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The Key Profitability Drivers of Today’s Dairy Farms
What are the key profit drivers that producers should take into consideration when managing their dairy farm? Is transition cow health a big deal, and how could we improve it? What about the role of B vitamins?
Learn everything you need to know about the key profitability drivers of today’s dairy farm with Dr. Mike Hutjens.
Our guest - Dr. Mike Hutjens
Dr. Hutjens is a professor of Animal Sciences at University of Illinois. He was born in Green Bay, Wisconsin, where he was raised on a dairy farm. In 1971, he earned his PhD at the prestigious University of Wisconsin – Madison.
He won the title of Extensionist of the Year, Outstanding Teacher in the United States, Most Influential Person in the American Dairy Industry, and received the ADSA Honor Award.
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Timestamps & Summary
01:54:00 – Could you explain the path you took to become who you are today?
Dr. Hutjens grew up on a 70-cow grade Holstein farm in the 1950s. He went to a Community College for a year, and then down to Madison to get his degree, where he got a chance to work in a mastitis lab and in the dairy science department. When he met Dr. Jim Crowley and Dr. Dave Dixon, he fell in love with the job and that got him to pursue in that area. He then had a chance to go to the University of Minnesota for 8 years as an extension dairy specialist. When a position opened up at the University of Illinois in 1979, he moved there.
03:52:00 – Could you expand on what you feel are some of the key profitability drivers on a dairy farm today?
The first 5 key profitability drivers that come to Dr. Hutjens’ mind are:
1. A successful transition management and feeding program.
2. Feed efficiency (how effective your cows convert dry matter to milk production).
3. Never giving up milk. In other words, in the US, feed costs are up 20-25% (about $0.12 per pound of dry matter). The good cows are going to give 2 pounds of milk, and that’s going to be anywhere around 38 to 42 cents depending on components. And anytime we can trade a powder dry matter $0.12 for an income of over $0.40, that’s a trade.
4. Focusing on milk components. Milk protein is now really valuable, and it’s probably going to stay that way in the world because people want animal protein.
5. Heifer enterprise. A heifer enterprise can be very expensive, and as a result, we have to have the right number of cows, the technologies, etc. So, we look at profitability.
05:51:00 – Could you expand a bit more on what we should be doing today in our dairy operations to ensure and enhance transition cow health?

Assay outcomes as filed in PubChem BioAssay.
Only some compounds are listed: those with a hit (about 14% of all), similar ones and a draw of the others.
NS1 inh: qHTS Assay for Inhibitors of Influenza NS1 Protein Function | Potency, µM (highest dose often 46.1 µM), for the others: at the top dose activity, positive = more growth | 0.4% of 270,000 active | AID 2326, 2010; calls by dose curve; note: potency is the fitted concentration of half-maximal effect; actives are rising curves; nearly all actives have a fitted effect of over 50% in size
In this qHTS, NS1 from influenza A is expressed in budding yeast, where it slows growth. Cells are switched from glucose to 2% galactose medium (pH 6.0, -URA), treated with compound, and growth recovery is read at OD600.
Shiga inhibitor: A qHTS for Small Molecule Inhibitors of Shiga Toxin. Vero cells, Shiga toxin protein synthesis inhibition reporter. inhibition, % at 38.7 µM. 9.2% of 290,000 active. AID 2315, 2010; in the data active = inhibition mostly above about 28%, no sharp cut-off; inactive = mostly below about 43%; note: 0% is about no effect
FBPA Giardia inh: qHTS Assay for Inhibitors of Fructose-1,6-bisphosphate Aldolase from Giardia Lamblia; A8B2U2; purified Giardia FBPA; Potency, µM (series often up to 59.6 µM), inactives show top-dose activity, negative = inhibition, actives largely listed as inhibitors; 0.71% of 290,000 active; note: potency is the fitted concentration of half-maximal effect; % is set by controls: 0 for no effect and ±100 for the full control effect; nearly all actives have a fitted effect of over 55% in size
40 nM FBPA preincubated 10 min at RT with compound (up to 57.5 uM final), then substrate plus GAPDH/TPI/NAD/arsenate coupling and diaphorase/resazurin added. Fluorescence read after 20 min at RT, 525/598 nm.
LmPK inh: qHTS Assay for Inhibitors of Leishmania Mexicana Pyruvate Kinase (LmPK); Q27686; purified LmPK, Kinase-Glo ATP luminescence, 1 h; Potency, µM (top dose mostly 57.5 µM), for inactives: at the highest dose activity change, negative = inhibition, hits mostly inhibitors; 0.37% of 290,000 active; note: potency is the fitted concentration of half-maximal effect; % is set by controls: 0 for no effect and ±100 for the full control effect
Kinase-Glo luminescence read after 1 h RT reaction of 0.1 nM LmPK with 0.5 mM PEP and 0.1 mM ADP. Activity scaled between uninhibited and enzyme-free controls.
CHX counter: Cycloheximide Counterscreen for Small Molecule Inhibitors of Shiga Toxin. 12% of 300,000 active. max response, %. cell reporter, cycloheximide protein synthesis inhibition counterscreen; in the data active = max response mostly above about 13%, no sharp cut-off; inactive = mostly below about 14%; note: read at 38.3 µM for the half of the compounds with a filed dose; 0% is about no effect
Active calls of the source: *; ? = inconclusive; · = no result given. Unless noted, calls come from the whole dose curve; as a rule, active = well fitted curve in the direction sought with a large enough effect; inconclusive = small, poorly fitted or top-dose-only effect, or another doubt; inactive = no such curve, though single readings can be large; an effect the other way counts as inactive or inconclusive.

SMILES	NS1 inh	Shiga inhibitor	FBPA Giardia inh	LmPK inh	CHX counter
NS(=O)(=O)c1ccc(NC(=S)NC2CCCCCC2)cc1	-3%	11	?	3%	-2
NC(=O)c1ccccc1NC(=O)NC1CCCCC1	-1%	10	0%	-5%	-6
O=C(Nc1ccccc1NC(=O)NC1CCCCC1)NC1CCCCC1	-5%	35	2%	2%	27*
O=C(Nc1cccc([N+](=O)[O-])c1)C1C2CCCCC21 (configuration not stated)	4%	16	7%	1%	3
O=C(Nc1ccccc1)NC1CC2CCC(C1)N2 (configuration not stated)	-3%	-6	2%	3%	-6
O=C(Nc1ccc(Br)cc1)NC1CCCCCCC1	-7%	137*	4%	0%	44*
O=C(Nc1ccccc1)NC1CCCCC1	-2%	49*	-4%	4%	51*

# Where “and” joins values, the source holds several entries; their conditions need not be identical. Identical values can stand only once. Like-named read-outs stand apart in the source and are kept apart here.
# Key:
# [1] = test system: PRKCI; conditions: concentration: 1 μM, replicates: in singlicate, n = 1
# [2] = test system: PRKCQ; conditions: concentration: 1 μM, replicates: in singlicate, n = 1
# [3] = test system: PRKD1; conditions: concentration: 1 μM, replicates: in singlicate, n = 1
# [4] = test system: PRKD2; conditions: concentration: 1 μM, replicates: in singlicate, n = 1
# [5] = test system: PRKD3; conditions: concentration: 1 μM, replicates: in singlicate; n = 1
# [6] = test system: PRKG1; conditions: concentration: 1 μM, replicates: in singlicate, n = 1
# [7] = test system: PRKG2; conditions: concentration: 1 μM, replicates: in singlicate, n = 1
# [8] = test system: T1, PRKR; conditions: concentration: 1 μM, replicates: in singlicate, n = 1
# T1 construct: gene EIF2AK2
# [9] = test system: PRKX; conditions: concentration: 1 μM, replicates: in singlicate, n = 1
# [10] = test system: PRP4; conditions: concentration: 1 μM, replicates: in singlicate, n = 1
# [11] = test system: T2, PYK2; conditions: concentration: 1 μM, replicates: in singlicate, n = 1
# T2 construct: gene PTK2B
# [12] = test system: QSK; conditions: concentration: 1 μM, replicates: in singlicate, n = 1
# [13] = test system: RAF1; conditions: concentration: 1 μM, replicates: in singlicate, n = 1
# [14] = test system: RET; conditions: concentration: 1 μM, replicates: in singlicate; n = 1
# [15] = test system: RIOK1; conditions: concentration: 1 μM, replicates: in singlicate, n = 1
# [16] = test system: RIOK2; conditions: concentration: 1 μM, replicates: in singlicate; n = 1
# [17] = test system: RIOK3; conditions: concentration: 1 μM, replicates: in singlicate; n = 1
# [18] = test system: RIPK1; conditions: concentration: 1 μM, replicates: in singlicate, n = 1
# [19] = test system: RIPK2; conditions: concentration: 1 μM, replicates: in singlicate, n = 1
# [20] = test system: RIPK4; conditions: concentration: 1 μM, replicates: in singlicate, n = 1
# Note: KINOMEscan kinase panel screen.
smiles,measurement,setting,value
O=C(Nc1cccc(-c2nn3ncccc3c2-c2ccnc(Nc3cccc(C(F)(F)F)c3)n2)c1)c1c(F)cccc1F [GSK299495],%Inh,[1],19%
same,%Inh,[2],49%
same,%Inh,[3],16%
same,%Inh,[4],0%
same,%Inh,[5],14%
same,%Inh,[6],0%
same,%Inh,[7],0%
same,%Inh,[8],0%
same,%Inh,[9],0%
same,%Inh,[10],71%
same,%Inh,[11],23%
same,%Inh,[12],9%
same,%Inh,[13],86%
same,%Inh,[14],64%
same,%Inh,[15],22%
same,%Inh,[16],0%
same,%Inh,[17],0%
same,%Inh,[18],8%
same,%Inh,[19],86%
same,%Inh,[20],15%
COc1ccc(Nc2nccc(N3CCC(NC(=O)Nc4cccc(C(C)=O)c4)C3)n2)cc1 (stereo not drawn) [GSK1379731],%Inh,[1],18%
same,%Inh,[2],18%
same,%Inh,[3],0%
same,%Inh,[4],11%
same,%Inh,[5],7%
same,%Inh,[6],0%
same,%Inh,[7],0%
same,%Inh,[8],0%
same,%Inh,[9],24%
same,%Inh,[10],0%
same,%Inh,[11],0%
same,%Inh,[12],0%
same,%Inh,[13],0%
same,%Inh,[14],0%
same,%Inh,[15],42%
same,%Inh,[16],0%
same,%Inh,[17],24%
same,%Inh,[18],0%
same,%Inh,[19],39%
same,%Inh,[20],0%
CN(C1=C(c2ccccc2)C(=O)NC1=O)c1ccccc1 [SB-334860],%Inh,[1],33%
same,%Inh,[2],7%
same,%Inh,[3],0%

One of the key factors is going to be unique diets. We’re now looking at 1200 grams of metabolizable protein in the close-up diet when reforming claustrum, and the calf is really taking lots of amino acids away from the cow.
Another factor is a fresh cow philosophy, which allows to monitor the cows so that the first 10 or 12 days after calving, we make sure that they are off to a good start before we move them into a higher production group or category. And this can happen on smaller or bigger farms, it’s just a matter of getting the right nutrients in and adjustments to those animals.
7:24:00 – Could you take a few minutes and expand on your knowledge about the role that B vitamins play in the metabolism and the biology of dairy cows?
The whole B vitamin is kind of a challenging area.
For example, biotin is a B vitamin that really can improve milk production and improve genetics, energetics, and the whole health.
While choline is not considered to be a true B vitamin, it’s also very important and certainly the rumen-protected choline products have performed extremely well.
Niacin is another B vitamin that comes into play, along with folic acid in terms of energetics and defining sparing in cows.
And there’s the B12 vitamin that has some effects on the metabolism or propionic acid, which becomes a key resource for blood glucose in the early lactation.
10:18:00 – What is the list of feed ingredients that people should be really considering to meet your objectives of profitability on dairy farms?
Dr. Hutjens explains how the rumen-protected choline is going to be a home run as it’s working very effectively at increasing profitability and maintaining good liver function. Biotin has also given impressive results on milk production.
12:36:00 – What should producers and nutritionists focus on when they’re trying to drive profitability on their dairy farm?
A very large study, a meta-analysis, looked at the rumen-protected vitamins on a commercial basis. They found out that on average they were getting about 2 ½ pounds or a litre pound more milk. The probability of having the same effect on your farm is 99,99%.
Besides the improvement in milk production, they also could track out animal health and performance, which also gave significant results. The last thing they looked at was getting cows pregnant in the first 100 days, and they saw about a 10% improvement in pregnancy rates. They also saw that it was also cost-effective.